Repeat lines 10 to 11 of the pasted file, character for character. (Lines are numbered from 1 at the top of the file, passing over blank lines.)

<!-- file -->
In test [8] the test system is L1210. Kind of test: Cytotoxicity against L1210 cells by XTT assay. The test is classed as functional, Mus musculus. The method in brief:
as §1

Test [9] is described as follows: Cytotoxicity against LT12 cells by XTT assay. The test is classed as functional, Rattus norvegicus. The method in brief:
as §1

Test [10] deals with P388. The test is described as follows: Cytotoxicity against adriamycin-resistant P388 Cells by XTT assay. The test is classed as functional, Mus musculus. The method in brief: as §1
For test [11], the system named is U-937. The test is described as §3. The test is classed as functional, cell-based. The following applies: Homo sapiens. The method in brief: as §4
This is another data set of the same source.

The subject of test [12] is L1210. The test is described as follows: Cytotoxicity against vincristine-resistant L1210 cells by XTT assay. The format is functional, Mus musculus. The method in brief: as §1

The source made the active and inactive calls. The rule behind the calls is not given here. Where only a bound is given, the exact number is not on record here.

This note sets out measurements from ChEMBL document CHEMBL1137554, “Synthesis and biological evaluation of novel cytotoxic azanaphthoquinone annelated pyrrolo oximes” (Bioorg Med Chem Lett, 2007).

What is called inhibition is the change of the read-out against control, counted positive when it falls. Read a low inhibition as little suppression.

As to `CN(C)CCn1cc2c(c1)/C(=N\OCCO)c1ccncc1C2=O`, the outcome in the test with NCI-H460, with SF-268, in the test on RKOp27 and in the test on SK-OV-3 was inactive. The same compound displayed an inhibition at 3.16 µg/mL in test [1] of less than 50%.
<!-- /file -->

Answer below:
This note sets out measurements from ChEMBL document CHEMBL1137554, “Synthesis and biological evaluation of novel cytotoxic azanaphthoquinone annelated pyrrolo oximes” (Bioorg Med Chem Lett, 2007).

What is called inhibition is the change of the read-out against control, counted positive when it falls. Read a low inhibition as little suppression.